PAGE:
Lafe Tolliver
Lafe Tolliver, Attorney

As some of you may know, I have been a career guidance counselor and political rehabilitation specialist for about thirty odd years. It is work that I try to keep low key because some of the personalities that I have to interface with are of some renown or reputation.

If people knew of their efforts in trying to “rehab” their careers or trying to erase an embarrassing incident, that could cause them difficulties because not everyone who says that they are a friend, are indeed a “friend.”

The long and short of it is that in my business, we meet with people who have been “shaded” by the media or are placed in a predicament not of their own choosing, or… they simply made some bad choices in the heat of the moment and they are genuinely remorseful.

If there is one characteristic of this rehabilitation business that is without compromise is that the offender must do three things: [1] be willing to admit their mistakes and [2] be contrite about it and lastly [3] they must be willing to face the music or the public and allow their innermost being be transparent so that the needed healing can take place.

I have found out with the hundreds of my clients in doing this business that the last requirement is the most difficult because you have to be ready to take the slings and arrows of outrage and doubt and ridicule from those whom may question your motives as being suspect.

Such was the situation I was faced with when Larry Sykes was recently accused of plagiarizing a story about credit information and credit scores ratings and placing that “lifted” story into his own media column.

The firestorm was brutal and when I read what happened and knowing Larry from afar, I knew that he could benefit from my services. No, my services are not cheap but because they can rapidly accelerate the restoration and healing process, a charge of $2500.00 per hour with a four hour minimum is quite reasonable.

I met with Larry at my offices in Maumee.  He was quite subdued and downcast and wanted to get this unfortunate incident behind him.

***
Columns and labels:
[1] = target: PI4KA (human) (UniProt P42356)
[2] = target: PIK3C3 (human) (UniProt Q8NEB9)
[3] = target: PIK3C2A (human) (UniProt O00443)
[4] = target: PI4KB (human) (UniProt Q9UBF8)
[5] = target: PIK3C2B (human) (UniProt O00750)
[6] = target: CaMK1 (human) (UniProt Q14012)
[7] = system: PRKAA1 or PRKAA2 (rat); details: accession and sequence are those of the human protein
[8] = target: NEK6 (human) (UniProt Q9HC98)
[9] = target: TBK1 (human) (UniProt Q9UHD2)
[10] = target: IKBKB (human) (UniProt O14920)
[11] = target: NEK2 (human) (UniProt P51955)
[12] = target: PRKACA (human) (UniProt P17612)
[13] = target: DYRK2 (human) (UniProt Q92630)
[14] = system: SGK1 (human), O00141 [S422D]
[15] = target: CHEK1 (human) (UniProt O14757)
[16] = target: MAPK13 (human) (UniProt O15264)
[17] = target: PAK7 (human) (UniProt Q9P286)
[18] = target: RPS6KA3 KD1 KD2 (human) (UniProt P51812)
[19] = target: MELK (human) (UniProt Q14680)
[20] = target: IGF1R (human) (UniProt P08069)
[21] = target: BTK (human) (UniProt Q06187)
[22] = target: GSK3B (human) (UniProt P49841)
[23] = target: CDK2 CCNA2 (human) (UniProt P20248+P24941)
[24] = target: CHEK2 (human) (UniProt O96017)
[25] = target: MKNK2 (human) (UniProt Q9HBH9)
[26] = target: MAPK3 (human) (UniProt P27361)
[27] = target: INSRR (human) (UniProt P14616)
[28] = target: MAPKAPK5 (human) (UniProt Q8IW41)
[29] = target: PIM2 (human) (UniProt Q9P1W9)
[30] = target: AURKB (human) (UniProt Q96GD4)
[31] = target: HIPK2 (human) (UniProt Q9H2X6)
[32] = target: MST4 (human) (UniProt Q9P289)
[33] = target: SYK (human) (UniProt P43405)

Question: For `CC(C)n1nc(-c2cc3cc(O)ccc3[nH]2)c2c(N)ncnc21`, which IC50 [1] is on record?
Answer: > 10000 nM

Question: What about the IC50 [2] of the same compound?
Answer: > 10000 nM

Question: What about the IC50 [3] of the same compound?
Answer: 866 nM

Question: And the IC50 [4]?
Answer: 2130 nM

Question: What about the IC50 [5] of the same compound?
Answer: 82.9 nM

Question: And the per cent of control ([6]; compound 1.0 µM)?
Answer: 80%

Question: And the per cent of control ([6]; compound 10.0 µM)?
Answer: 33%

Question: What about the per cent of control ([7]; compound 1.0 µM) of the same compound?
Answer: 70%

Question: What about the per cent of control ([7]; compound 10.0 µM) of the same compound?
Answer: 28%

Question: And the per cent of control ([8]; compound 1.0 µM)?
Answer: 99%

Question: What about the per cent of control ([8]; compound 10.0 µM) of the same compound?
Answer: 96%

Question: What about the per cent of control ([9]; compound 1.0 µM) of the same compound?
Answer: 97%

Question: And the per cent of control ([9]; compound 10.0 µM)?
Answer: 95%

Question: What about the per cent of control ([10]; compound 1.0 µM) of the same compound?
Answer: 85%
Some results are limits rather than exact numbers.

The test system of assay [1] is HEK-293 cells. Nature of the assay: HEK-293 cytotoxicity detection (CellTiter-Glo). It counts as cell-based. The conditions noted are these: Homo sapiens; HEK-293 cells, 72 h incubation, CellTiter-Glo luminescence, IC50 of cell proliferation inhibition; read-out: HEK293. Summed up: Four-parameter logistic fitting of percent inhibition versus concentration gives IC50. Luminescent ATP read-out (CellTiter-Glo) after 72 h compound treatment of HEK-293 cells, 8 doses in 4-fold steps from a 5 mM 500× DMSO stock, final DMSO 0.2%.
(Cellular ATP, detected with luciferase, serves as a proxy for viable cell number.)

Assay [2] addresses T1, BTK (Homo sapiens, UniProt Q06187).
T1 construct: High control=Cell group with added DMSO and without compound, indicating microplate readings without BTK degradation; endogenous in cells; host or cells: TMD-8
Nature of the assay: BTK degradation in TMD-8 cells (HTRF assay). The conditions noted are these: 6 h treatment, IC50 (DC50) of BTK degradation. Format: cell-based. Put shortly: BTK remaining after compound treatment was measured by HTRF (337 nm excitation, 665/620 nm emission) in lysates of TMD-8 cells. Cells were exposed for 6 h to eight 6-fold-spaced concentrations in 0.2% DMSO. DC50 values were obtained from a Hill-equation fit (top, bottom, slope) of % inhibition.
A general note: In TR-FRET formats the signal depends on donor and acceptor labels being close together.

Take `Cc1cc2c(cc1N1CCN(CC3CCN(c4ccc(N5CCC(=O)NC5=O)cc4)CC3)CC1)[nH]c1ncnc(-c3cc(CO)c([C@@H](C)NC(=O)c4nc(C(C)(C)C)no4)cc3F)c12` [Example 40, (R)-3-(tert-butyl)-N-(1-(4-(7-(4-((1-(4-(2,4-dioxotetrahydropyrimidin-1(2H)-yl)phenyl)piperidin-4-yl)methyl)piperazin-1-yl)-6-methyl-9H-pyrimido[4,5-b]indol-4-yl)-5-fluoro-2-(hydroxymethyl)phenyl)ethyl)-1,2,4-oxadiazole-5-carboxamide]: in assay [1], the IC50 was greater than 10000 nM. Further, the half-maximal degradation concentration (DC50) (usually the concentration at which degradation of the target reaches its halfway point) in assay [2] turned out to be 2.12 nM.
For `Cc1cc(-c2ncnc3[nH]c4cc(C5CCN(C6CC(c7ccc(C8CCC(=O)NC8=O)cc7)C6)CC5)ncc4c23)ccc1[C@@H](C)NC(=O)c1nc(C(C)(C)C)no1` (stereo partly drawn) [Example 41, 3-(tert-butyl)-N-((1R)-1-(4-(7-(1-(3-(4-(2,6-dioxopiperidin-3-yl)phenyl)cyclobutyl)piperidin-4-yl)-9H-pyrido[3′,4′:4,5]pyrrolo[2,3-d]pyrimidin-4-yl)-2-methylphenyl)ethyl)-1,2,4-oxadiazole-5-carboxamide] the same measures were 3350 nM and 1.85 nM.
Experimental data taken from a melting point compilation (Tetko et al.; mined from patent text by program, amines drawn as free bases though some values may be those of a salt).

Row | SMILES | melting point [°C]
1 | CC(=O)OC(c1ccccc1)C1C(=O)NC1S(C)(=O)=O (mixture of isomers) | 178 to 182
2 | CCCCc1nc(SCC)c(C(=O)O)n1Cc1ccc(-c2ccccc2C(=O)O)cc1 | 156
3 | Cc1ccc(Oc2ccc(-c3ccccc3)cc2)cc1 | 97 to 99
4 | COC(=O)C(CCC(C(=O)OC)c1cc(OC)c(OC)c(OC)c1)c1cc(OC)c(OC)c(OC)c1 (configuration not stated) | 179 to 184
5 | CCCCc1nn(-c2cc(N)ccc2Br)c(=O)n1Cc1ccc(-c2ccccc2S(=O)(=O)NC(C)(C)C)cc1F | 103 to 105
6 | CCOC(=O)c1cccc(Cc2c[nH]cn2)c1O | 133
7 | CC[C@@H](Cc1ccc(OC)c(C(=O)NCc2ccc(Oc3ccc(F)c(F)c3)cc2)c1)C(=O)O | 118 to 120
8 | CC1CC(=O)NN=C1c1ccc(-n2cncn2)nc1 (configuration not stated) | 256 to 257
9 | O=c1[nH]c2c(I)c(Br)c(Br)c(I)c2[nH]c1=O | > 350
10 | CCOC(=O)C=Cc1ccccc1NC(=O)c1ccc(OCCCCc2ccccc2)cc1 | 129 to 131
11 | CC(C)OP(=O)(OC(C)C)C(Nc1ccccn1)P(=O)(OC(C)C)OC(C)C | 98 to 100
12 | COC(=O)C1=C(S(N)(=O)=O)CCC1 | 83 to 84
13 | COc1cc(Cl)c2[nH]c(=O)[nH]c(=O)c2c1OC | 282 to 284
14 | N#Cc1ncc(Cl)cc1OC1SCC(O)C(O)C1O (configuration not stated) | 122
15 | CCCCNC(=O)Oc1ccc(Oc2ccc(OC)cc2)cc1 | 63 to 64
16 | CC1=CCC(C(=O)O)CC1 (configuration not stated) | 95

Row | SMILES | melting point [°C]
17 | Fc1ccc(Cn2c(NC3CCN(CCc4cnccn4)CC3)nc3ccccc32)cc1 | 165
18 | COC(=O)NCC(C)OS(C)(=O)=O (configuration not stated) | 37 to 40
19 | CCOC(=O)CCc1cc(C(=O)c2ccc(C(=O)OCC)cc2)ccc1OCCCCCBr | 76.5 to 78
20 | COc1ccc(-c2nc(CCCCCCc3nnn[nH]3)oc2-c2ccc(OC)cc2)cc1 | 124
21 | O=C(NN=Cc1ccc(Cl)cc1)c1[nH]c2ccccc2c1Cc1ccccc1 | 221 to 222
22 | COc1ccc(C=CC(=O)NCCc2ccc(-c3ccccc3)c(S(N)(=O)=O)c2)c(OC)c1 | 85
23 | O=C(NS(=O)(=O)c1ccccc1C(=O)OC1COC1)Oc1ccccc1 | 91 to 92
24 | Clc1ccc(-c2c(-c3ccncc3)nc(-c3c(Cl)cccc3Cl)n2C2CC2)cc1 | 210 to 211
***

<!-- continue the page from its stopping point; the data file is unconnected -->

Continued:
First things first…I told Larry that he had to take off that twenty gallon cowboy hat before we could sit down and discuss what must take place. He reluctantly removed the rhinestone cowboy hat and we got down to business.

Yes, I did process his check for the four hours and after several attempts to have it cleared, it finally went through. I finally discovered that the problem was that the check was drawn on an overdrawn account out of Mexico but Larry called his bank in Costa Rica to wire the funds and presto!…we were in business.

The essence of my services is to interpret how the client responds to the following two scenarios since each scenario will illuminate the client’s attitude towards other people’s property; and his own tendency to take or not take what he or she did not develop or create.

FIRST SCENARIO: You are in a crowded grocery store and the person who is in front of you in the check out line reaches into his pocket for his credit card and unknown to him, a wad of bills falls out on the floor and only you notice it. The wad stays on the floor and you keep looking at it wondering what to do. Do you pick it up and hand it back to the person or do you hope that the person will soon notice it and pick it up.  Or, do you casually pick it up with the intentions of taking it home and running an ad in the paper about lost and found monies…since this wad of money may not be legally the property of the shopper but was obtained by illegal means!